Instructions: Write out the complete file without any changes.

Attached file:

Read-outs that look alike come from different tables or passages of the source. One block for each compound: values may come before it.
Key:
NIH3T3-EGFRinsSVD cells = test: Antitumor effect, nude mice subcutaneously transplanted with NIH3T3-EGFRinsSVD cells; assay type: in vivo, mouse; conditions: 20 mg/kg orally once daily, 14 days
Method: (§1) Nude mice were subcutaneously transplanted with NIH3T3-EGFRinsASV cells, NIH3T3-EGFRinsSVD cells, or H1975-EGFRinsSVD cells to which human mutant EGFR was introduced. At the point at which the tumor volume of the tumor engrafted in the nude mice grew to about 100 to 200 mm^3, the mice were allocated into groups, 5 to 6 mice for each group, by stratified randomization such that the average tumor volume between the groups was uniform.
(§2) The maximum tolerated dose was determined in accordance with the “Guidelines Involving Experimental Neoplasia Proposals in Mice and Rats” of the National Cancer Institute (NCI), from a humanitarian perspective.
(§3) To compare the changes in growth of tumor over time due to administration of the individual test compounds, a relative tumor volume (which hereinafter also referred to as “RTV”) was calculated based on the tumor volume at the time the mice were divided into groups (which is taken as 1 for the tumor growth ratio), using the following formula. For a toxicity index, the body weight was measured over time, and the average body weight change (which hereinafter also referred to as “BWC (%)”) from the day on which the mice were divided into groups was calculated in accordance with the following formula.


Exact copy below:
Read-outs that look alike come from different tables or passages of the source. One block for each compound: values may come before it.
Key:
NIH3T3-EGFRinsSVD cells = test: Antitumor effect, nude mice subcutaneously transplanted with NIH3T3-EGFRinsSVD cells; assay type: in vivo, mouse; conditions: 20 mg/kg orally once daily, 14 days
Method: (§1) Nude mice were subcutaneously transplanted with NIH3T3-EGFRinsASV cells, NIH3T3-EGFRinsSVD cells, or H1975-EGFRinsSVD cells to which human mutant EGFR was introduced. At the point at which the tumor volume of the tumor engrafted in the nude mice grew to about 100 to 200 mm^3, the mice were allocated into groups, 5 to 6 mice for each group, by stratified randomization such that the average tumor volume between the groups was uniform.
(§2) The maximum tolerated dose was determined in accordance with the “Guidelines Involving Experimental Neoplasia Proposals in Mice and Rats” of the National Cancer Institute (NCI), from a humanitarian perspective.
(§3) To compare the changes in growth of tumor over time due to administration of the individual test compounds, a relative tumor volume (which hereinafter also referred to as “RTV”) was calculated based on the tumor volume at the time the mice were divided into groups (which is taken as 1 for the tumor growth ratio), using the following formula. For a toxicity index, the body weight was measured over time, and the average body weight change (which hereinafter also referred to as “BWC (%)”) from the day on which the mice were divided into groups was calculated in accordance with the following formula.